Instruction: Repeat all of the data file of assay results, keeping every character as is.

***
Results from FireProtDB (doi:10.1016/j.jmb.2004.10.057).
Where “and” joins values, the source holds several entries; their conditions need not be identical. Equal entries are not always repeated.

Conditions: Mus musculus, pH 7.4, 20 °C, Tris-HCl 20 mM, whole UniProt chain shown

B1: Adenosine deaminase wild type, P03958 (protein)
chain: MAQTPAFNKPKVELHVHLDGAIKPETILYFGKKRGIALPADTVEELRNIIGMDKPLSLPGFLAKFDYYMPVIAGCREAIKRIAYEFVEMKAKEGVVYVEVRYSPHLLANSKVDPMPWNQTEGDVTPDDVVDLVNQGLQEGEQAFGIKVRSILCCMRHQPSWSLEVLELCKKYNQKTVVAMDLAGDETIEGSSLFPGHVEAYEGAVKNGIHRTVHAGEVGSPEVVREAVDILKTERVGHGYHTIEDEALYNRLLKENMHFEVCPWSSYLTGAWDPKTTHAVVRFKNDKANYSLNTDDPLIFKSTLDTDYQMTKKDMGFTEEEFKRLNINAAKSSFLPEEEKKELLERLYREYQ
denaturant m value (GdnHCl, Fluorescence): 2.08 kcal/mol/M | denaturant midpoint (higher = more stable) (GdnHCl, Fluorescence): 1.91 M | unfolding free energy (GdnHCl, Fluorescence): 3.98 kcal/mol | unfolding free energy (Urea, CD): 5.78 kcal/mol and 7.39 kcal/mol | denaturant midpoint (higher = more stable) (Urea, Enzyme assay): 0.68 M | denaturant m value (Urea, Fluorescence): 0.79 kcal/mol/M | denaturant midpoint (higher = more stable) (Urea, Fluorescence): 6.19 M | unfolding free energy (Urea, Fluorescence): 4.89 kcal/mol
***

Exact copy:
Results from FireProtDB (doi:10.1016/j.jmb.2004.10.057).
Where “and” joins values, the source holds several entries; their conditions need not be identical. Equal entries are not always repeated.

Conditions: Mus musculus, pH 7.4, 20 °C, Tris-HCl 20 mM, whole UniProt chain shown

B1: Adenosine deaminase wild type, P03958 (protein)
chain: MAQTPAFNKPKVELHVHLDGAIKPETILYFGKKRGIALPADTVEELRNIIGMDKPLSLPGFLAKFDYYMPVIAGCREAIKRIAYEFVEMKAKEGVVYVEVRYSPHLLANSKVDPMPWNQTEGDVTPDDVVDLVNQGLQEGEQAFGIKVRSILCCMRHQPSWSLEVLELCKKYNQKTVVAMDLAGDETIEGSSLFPGHVEAYEGAVKNGIHRTVHAGEVGSPEVVREAVDILKTERVGHGYHTIEDEALYNRLLKENMHFEVCPWSSYLTGAWDPKTTHAVVRFKNDKANYSLNTDDPLIFKSTLDTDYQMTKKDMGFTEEEFKRLNINAAKSSFLPEEEKKELLERLYREYQ
denaturant m value (GdnHCl, Fluorescence): 2.08 kcal/mol/M | denaturant midpoint (higher = more stable) (GdnHCl, Fluorescence): 1.91 M | unfolding free energy (GdnHCl, Fluorescence): 3.98 kcal/mol | unfolding free energy (Urea, CD): 5.78 kcal/mol and 7.39 kcal/mol | denaturant midpoint (higher = more stable) (Urea, Enzyme assay): 0.68 M | denaturant m value (Urea, Fluorescence): 0.79 kcal/mol/M | denaturant midpoint (higher = more stable) (Urea, Fluorescence): 6.19 M | unfolding free energy (Urea, Fluorescence): 4.89 kcal/mol